Although the average woman has had her period for 40 years, the way she affects her body and how she feels about it often changes with age. As with anything else related to health, a menstrual cycle is not static. it develops over the course of a woman’s life.
How does our period change with age?
Dr. Heather Bartos, a gynecologist who founded Badass Woman and Badass Health and was a member of HealthyWomen’s Women’s Health Advisory Board, compared the course of a woman’s period to a bell curve.
“For many women, our cycle starts irregular, heavy and very convulsive; normalizes more as we look into our 30s; and then returns to its pubescent misery (now perimenopause) when we turn 51, the average age of menopause this country, “explained Bartos, adding that every woman is unique.
When a teen is getting their period for the first time, it may be impossible to deal with because young women tend to have irregular cycles.
As women hit their 20s and 30s, their hormones balance out, which generally results in a more predictable menstrual cycle. At this point in time, lifestyle factors or health conditions can affect the regularity and flow of a period.
For example, birth control pills affect hormones that can cause menstrual changes, such as: B. lighter periods. Uterine changes that occur during pregnancy can lead to heavier or lighter periods in some mothers, and conditions like polycystic ovarian syndrome (PCOS) or endometriosis can also cause irregular periods.
When women reach their 40s and 50s, they enter perimenopause, the transition into menopause. During this phase, which lasts about four years for most women, a woman’s estrogen fluctuates and eventually decreases. Your PMS symptoms may get worse, your periods may become heavier or easier, and you may experience irregular, prolonged, or even skipped periods.
How does our perception of our periods change with age?
Periods can seem overwhelming at first – not just physically but psychologically, especially for young women who live in an environment where they feel ashamed of their periods. For some women, aging can mean that viewing periods are less of a disruption than an indicator of health and wellbeing.
“As a teenager, I saw it as the end of the world since I was really active. Today I see it as a way to measure my health. My periods give me insight into what is going on in my body. I am grateful “said Diana, 36, a lawyer.
“I was always upset about my period until I tried to father my son,” said Jenni, 28, a blogger. “It was actually a beautiful moment in my life because not only did I learn more about my cycle, but I also felt I could rely on my body. Since conceiving my son, I now trust and appreciate my period they actually. “
As women approach perimenopause and menopause, their views on periods may change again.
“Period is the way our body releases tissues that it no longer needs to prepare us for pregnancy. Menopause is the way nature releases excess baggage that we’ve been harboring for years, and us prepare for the next part of our lives, “said Carren Strock. 70, an author and artist.
According to Bartos, some women are tired of periods by their mid 40s and look forward to the freedom from them that comes with menopause. But Strock believes that other women may look wistfully towards the end of their period and menstrual cycle.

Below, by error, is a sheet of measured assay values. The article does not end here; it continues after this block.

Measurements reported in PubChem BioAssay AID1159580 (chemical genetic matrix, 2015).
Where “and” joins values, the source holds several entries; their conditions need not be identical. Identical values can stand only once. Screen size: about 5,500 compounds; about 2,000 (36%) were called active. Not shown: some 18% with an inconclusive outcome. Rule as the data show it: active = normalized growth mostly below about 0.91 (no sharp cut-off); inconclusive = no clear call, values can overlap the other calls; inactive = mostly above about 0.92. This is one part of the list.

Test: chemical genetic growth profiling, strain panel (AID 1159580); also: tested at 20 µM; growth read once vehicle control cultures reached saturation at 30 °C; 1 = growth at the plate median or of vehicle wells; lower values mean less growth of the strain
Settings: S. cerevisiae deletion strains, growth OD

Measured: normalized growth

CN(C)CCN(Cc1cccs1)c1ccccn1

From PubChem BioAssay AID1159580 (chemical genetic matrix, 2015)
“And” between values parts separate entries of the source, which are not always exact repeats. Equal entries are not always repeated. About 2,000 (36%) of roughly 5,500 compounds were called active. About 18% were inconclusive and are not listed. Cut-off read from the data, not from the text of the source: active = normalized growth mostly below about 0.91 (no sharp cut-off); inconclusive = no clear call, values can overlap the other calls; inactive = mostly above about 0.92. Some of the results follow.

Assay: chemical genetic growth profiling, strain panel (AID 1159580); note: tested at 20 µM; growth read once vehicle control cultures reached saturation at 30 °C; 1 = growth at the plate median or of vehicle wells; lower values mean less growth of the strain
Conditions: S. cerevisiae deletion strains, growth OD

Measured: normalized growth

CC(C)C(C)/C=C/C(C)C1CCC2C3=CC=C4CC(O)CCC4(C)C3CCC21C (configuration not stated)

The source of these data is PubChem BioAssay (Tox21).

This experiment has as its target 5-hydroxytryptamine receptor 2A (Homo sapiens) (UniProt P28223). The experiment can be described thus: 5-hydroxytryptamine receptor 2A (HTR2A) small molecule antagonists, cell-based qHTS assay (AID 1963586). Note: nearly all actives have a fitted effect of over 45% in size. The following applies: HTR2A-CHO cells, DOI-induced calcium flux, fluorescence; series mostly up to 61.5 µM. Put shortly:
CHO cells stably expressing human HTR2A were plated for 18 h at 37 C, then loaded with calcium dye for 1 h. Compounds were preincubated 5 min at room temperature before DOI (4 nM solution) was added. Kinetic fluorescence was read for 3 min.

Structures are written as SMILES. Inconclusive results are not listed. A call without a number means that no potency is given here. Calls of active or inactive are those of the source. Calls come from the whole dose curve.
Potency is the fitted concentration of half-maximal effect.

Curse or blessing?
Women have menstruated since the beginning of time, but periods were long considered taboo. This idea lasted for centuries, but attitudes are changing. Many women reject the shame associated with periods by finding ways to celebrate their periods.
“I see more and more mother characters and daughters celebrating it in a meaningful way – a ladies’ night in, a slumber party or just a homemade mani-pedi,” said Bartos.
Some women use self-care rituals during their period. Diana makes a point of eating healthy, drinking more water, and making her periods as easy as possible.
“I meet Aunt Flo halfway through drinking herbal teas just before and during her arrival. I also wear warm clothes to relax my uterine muscles for an even menstrual flow,” said Leda Toussaint, 33, owner of a personal care company that emphasizes transparency in women’s care and produces all natural and organic women’s products.
It was only relatively recently that society stopped talking about periods in quiet tones. In 1972 the National Association of Broadcasters lifted the ban on advertising sanitary ware on television or radio. Years later, much of the advertising centered around the reality of menstruation. The word “period” wasn’t even uttered in a television commercial until Courtney Cox broke the barrier in 1985, but advertisers continued to use blue liquid on plumbing products until 2018.
Bartos believes that the increase in mothers and daughters talking about periods, along with the increase in female gynecologists, is changing the conversation about periods. Younger women and men are also actively working to end the stigma of menstruation.
“I love the period positive businesses that have sprung up – the menstrual cups, the contemporary panties and swimsuits, and the way we can now talk about periods in a fun, carefree way. No silent shame years ago,” said Bartos.
Period activism has also increased recently. From organizations like The Homeless Period Project, which collects toiletries for the homeless, to public awareness campaigns aimed at providing free sanitary products in schools, people are breaking the stigmatizations and barriers associated with periods in novel ways.
A tremendous number of women spend most of their lives on periods, and the physical characteristics of those periods, as well as women’s attitudes towards them, change throughout their lives. As society ages, so do our collective views about menstruation, enabling women to experience less stigma and embarrassment.
* Diana and Jenni asked us not to use their last names to protect their privacy.